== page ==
Reply
      1. Bill Smith

        Or access to gas chromatography data from someone else?

        As to Martians, check Weekly World News. They have pictures :)

        Reply
    11. Procopius

      I did not bookmark the articles, and I don’t have time or the inclination to track them down now, but I have seen at least three separate articles claiming that the Russian scientist who was responsible for the initial synthesis of Novichok was so alarmed by its dangers that he published a book, I believe in the early ’80s, not only describing the chemical formula of the product, but describing in some detail the manufacturing process. When interviewed recently, he stated that a well equipped industrial laboratory could carry out the work. It is not something you could do in your kitchen sink, but it does not require the resources of a nation-state. I am not qualified to determine if this is true, and I don’t know where the book is to be found, but I’ll bet if such a book was published, and if it is as described, every intelligence agency in the world and every terrorist organization that was in existence at the time snapped up a copy.

      Reply
  3. Ahimsa

    Did Putin really threaten to have traitors killed?
    https://skeptics.stackexchange.com/questions/40900/did-putin-threaten-to-have-traitors-assassinated

    I tried posting this before but it got lost in the intertubes. Suffice it to say, the reported quote is: not a direct quote, a poor translation, out of context, and not refering to Skripal.

    At the time of the otiginal interview, the media reported the complete oposite meaning, i.e. Putin says Russian sexret service don’t kill traitors!

    Reply
    1. kk

      Yes, his reply if you listen in Russian with the context, meant it in a biblical way: that one way or another they would come to grief, as some moral punishment, probably the one coming from bad conscience and regrets (hence his mentioning the Judas’ 30 pieces of silver). I don’t think it was a hissing remark to promise to have anyone killed — it’s idiotic media that’s willfully taking the phrase out of context and ascribing to it what wasn’t there.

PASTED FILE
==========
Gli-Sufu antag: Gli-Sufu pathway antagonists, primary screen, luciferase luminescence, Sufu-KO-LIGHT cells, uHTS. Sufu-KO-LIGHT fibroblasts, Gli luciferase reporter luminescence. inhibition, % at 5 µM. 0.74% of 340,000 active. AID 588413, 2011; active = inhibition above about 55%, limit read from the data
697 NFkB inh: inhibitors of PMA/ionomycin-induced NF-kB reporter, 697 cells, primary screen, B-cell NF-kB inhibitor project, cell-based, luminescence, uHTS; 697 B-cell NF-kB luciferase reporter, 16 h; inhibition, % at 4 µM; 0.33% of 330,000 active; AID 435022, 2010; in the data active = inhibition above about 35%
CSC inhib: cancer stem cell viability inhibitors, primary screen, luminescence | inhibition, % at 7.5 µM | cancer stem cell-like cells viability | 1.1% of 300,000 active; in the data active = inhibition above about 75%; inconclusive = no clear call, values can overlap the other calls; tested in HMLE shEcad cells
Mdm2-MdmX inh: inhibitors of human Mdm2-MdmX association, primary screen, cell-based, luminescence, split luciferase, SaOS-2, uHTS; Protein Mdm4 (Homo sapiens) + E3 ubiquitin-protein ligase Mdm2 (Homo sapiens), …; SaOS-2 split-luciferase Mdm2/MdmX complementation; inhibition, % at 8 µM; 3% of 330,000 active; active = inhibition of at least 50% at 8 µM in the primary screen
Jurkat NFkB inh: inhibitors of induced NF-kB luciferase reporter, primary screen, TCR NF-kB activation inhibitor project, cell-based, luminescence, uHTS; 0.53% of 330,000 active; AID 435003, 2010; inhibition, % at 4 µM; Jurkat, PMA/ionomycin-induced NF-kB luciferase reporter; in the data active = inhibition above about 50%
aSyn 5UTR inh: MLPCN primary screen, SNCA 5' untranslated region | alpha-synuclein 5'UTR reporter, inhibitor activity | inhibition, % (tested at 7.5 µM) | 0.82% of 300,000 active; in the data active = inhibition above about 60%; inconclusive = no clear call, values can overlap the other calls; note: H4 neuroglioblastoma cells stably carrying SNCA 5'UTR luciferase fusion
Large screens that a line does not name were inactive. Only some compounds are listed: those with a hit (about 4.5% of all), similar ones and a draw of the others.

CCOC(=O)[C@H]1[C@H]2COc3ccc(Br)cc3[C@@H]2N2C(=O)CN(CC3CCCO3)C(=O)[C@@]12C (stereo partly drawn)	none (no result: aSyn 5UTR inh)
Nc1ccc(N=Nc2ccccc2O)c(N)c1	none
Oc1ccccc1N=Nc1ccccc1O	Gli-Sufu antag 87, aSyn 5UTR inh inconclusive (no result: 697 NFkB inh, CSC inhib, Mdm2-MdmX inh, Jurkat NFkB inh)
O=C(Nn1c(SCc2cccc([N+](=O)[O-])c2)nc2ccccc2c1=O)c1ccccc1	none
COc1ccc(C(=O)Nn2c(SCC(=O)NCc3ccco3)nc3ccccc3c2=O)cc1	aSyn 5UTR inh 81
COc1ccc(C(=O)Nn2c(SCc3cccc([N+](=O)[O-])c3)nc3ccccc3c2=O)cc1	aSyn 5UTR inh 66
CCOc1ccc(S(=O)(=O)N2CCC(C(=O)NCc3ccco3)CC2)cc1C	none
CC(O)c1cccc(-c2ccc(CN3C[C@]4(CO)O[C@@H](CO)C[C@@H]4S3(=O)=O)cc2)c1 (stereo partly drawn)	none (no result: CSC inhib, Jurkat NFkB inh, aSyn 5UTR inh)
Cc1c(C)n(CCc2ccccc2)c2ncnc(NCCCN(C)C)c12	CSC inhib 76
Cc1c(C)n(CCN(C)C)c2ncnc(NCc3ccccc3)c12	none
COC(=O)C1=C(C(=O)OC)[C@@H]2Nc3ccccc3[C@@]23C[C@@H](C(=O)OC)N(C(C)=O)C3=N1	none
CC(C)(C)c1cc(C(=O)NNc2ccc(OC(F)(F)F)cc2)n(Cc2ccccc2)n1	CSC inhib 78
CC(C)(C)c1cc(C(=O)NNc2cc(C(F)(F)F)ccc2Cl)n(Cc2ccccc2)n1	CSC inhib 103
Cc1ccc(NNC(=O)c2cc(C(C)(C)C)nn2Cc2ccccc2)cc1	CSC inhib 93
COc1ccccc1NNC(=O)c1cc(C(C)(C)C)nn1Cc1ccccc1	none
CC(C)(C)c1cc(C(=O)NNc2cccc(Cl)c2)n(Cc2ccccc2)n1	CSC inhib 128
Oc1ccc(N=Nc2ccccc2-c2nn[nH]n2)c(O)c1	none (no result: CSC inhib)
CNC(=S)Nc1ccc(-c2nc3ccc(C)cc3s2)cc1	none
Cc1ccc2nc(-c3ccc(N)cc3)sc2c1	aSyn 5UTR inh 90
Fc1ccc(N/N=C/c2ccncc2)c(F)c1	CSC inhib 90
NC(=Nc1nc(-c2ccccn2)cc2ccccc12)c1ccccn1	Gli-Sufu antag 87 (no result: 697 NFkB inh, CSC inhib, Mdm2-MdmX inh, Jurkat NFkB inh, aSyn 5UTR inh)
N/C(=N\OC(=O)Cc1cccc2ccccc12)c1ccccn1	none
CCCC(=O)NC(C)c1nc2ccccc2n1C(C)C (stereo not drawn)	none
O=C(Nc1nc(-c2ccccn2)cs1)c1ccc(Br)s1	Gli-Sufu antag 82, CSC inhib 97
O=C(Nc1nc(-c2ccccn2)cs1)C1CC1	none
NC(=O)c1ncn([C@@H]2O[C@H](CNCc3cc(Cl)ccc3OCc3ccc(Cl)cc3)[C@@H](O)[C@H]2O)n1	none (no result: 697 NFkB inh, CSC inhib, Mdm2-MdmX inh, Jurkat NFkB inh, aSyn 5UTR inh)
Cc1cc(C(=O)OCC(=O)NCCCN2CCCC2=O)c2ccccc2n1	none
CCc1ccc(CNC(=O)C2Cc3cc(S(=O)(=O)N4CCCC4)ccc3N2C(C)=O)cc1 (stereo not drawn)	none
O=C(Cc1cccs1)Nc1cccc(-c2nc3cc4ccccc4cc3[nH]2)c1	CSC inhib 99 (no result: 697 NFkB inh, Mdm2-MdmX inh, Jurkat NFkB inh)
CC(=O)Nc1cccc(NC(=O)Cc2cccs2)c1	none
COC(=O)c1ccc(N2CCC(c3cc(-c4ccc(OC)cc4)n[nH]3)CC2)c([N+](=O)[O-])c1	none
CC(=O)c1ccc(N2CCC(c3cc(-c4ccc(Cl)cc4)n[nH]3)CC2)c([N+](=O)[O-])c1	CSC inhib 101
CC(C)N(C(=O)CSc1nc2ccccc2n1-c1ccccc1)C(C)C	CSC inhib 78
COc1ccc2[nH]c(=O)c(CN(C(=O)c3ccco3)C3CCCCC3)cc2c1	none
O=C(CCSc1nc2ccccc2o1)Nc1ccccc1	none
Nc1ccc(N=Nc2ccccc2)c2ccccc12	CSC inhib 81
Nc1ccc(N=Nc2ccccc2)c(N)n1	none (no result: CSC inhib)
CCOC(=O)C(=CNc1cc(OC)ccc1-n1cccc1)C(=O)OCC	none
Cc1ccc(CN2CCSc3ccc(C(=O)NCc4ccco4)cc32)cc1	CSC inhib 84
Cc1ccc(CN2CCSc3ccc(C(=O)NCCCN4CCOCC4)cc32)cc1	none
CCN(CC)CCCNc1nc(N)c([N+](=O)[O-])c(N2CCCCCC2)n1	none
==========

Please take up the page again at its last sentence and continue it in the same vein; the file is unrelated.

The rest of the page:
Reply
  4. integer

    Occam’s razor suggests, to me at least, that the poisoning of the Skripals occurred at the Salisbury Zizzi restaurant. Interestingly, the Zizzi restaurant chain was recently (Feb, 2015) purchased by Bridgepoint Capital, a private equity firm with headquarters in London. Bridgepoint appears to have some connections to the UK government, for example Sir Stuart Rose (knighted in 2008), who sits on the Conservative Bench at the House of Lords, was appointed to an advisory role in 2010 .

    Anyways, just a data point, maybe the Skripals were poisoned somewhere else, but I’d be intersested to hear if any of the UK-based NC commentariat are familiar with Bridgepoint Capital, and if they know of any other connections to the UK government or intelligence agenices that Bridgepoint has.